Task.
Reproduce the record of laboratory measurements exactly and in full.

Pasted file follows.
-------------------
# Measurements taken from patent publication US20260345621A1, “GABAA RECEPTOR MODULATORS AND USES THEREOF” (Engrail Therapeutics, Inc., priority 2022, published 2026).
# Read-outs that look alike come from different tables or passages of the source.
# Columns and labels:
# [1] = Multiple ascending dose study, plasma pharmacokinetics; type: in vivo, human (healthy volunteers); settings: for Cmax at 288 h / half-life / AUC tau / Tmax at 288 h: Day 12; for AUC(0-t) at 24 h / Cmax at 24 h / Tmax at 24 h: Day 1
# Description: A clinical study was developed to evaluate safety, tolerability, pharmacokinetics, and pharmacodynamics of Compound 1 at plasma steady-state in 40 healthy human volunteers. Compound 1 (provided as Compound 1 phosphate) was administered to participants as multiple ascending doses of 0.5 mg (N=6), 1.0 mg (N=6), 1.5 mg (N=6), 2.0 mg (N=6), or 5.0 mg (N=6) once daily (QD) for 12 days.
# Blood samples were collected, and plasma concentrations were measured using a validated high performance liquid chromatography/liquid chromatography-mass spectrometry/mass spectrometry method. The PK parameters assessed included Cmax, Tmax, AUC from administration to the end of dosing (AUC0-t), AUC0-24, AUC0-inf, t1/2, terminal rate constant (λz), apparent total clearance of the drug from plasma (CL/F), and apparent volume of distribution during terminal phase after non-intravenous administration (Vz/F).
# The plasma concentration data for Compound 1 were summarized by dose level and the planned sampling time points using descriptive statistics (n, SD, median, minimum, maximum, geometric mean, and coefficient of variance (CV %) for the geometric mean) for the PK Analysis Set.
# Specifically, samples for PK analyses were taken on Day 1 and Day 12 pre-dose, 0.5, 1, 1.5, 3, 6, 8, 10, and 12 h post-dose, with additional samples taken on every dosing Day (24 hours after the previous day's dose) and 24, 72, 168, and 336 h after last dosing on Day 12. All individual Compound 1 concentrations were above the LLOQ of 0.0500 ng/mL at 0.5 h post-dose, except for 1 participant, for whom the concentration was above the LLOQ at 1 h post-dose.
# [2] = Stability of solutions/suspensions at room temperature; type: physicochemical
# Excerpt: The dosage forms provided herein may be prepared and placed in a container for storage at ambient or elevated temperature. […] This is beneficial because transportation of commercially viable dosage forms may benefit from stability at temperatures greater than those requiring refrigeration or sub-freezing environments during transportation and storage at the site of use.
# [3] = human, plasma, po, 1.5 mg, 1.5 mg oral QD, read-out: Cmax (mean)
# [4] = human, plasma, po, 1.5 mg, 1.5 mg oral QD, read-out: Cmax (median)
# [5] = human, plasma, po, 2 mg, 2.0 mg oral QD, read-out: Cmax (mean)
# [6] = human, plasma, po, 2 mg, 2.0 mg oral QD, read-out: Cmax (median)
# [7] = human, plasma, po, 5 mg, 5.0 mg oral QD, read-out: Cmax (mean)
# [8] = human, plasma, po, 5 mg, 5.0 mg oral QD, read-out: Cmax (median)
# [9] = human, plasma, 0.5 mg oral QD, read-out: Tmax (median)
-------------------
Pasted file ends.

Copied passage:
# Measurements taken from patent publication US20260345621A1, “GABAA RECEPTOR MODULATORS AND USES THEREOF” (Engrail Therapeutics, Inc., priority 2022, published 2026).
# Read-outs that look alike come from different tables or passages of the source.
# Columns and labels:
# [1] = Multiple ascending dose study, plasma pharmacokinetics; type: in vivo, human (healthy volunteers); settings: for Cmax at 288 h / half-life / AUC tau / Tmax at 288 h: Day 12; for AUC(0-t) at 24 h / Cmax at 24 h / Tmax at 24 h: Day 1
# Description: A clinical study was developed to evaluate safety, tolerability, pharmacokinetics, and pharmacodynamics of Compound 1 at plasma steady-state in 40 healthy human volunteers. Compound 1 (provided as Compound 1 phosphate) was administered to participants as multiple ascending doses of 0.5 mg (N=6), 1.0 mg (N=6), 1.5 mg (N=6), 2.0 mg (N=6), or 5.0 mg (N=6) once daily (QD) for 12 days.
# Blood samples were collected, and plasma concentrations were measured using a validated high performance liquid chromatography/liquid chromatography-mass spectrometry/mass spectrometry method. The PK parameters assessed included Cmax, Tmax, AUC from administration to the end of dosing (AUC0-t), AUC0-24, AUC0-inf, t1/2, terminal rate constant (λz), apparent total clearance of the drug from plasma (CL/F), and apparent volume of distribution during terminal phase after non-intravenous administration (Vz/F).
# The plasma concentration data for Compound 1 were summarized by dose level and the planned sampling time points using descriptive statistics (n, SD, median, minimum, maximum, geometric mean, and coefficient of variance (CV %) for the geometric mean) for the PK Analysis Set.
# Specifically, samples for PK analyses were taken on Day 1 and Day 12 pre-dose, 0.5, 1, 1.5, 3, 6, 8, 10, and 12 h post-dose, with additional samples taken on every dosing Day (24 hours after the previous day's dose) and 24, 72, 168, and 336 h after last dosing on Day 12. All individual Compound 1 concentrations were above the LLOQ of 0.0500 ng/mL at 0.5 h post-dose, except for 1 participant, for whom the concentration was above the LLOQ at 1 h post-dose.
# [2] = Stability of solutions/suspensions at room temperature; type: physicochemical
# Excerpt: The dosage forms provided herein may be prepared and placed in a container for storage at ambient or elevated temperature. […] This is beneficial because transportation of commercially viable dosage forms may benefit from stability at temperatures greater than those requiring refrigeration or sub-freezing environments during transportation and storage at the site of use.
# [3] = human, plasma, po, 1.5 mg, 1.5 mg oral QD, read-out: Cmax (mean)
# [4] = human, plasma, po, 1.5 mg, 1.5 mg oral QD, read-out: Cmax (median)
# [5] = human, plasma, po, 2 mg, 2.0 mg oral QD, read-out: Cmax (mean)
# [6] = human, plasma, po, 2 mg, 2.0 mg oral QD, read-out: Cmax (median)
# [7] = human, plasma, po, 5 mg, 5.0 mg oral QD, read-out: Cmax (mean)
# [8] = human, plasma, po, 5 mg, 5.0 mg oral QD, read-out: Cmax (median)
# [9] = human, plasma, 0.5 mg oral QD, read-out: Tmax (median)